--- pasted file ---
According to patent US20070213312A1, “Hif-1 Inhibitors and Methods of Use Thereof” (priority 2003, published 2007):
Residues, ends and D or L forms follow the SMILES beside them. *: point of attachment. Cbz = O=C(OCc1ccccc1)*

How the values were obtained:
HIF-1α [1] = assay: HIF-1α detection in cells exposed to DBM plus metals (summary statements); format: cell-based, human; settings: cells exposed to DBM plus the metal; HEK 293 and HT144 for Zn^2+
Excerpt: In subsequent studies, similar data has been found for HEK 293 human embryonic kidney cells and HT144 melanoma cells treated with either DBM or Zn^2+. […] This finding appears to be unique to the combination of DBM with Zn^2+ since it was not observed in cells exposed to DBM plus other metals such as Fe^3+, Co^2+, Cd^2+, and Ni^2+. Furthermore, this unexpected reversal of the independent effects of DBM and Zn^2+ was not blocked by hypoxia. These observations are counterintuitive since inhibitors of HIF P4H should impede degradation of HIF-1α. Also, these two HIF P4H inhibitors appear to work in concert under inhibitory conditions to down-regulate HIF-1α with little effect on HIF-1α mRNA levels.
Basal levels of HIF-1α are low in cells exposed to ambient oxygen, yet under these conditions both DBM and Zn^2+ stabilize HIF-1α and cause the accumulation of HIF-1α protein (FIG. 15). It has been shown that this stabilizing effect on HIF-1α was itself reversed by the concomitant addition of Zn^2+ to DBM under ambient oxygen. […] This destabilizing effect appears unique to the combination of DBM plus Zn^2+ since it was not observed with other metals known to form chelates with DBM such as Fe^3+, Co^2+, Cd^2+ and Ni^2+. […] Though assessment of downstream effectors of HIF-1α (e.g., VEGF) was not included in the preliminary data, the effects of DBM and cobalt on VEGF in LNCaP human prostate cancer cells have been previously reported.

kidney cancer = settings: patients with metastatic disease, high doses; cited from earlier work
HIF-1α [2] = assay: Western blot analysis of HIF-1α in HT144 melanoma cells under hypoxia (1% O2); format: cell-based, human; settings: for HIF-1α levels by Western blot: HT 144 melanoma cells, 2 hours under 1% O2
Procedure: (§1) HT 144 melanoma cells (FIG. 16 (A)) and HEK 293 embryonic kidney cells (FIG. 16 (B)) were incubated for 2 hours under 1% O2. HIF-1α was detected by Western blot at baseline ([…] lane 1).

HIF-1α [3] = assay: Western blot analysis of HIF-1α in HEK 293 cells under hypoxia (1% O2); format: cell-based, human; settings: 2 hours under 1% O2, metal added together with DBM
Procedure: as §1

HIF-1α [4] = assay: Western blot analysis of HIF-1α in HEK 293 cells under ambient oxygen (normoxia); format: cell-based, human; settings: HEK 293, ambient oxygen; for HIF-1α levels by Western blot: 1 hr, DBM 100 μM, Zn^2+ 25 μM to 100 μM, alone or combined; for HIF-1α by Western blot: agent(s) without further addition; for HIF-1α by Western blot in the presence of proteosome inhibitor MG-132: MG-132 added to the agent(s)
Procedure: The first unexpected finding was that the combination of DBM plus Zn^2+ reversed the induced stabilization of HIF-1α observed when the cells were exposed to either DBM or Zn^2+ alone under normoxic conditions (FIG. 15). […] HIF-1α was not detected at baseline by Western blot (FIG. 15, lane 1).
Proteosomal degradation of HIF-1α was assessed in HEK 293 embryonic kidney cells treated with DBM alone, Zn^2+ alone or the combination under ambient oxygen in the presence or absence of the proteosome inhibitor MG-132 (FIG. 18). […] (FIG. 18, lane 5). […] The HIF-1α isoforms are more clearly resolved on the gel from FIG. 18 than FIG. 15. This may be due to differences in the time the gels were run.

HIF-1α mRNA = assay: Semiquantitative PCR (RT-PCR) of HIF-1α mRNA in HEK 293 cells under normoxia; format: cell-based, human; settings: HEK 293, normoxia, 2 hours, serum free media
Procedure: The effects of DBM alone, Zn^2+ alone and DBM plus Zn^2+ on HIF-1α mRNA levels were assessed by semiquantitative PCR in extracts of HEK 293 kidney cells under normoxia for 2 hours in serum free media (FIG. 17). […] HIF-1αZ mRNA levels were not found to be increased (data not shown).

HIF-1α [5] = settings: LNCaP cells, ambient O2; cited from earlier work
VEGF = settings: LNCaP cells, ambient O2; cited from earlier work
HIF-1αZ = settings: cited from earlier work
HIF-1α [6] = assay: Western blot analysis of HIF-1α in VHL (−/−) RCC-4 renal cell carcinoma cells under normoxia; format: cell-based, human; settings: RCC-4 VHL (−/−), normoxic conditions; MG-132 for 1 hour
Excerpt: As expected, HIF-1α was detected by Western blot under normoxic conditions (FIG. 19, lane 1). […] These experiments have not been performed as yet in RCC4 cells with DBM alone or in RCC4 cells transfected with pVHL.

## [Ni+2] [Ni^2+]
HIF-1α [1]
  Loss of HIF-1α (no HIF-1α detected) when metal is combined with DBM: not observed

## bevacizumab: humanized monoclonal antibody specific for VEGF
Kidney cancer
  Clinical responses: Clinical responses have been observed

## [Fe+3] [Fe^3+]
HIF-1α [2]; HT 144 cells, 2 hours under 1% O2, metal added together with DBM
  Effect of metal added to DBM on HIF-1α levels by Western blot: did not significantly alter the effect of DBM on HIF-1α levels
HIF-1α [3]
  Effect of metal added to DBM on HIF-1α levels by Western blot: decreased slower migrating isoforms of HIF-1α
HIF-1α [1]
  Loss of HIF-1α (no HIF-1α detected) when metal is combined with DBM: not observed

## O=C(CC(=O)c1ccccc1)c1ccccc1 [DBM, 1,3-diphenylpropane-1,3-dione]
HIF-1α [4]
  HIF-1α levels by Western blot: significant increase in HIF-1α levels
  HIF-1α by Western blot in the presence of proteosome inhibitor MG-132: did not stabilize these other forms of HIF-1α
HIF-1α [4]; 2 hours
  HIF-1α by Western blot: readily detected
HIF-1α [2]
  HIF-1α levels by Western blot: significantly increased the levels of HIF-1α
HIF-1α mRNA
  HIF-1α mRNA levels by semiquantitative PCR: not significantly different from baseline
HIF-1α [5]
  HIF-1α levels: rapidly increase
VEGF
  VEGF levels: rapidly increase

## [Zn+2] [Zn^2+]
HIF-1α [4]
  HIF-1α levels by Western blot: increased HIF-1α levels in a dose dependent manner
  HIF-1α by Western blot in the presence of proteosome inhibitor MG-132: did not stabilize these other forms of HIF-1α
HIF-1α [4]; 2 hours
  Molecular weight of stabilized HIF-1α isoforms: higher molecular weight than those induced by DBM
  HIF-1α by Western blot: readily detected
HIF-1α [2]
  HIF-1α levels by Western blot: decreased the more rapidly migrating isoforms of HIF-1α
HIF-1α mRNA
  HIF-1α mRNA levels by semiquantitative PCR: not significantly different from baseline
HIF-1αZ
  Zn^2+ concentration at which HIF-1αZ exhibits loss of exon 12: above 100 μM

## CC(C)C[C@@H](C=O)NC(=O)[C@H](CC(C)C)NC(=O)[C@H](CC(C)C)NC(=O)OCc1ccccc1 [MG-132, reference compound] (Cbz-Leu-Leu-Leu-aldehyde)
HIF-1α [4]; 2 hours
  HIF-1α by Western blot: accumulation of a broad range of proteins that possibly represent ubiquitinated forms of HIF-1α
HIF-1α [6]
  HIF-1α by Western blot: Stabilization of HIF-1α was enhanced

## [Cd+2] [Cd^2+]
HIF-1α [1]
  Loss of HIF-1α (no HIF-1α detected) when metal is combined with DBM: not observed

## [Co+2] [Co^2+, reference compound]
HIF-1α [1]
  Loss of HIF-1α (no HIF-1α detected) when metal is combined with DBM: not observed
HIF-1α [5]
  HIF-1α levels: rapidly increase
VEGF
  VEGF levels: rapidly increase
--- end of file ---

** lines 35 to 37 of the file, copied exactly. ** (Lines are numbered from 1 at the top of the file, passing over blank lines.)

## O=C(CC(=O)c1ccccc1)c1ccccc1 [DBM, 1,3-diphenylpropane-1,3-dione]
HIF-1α [4]
  HIF-1α levels by Western blot: significant increase in HIF-1α levels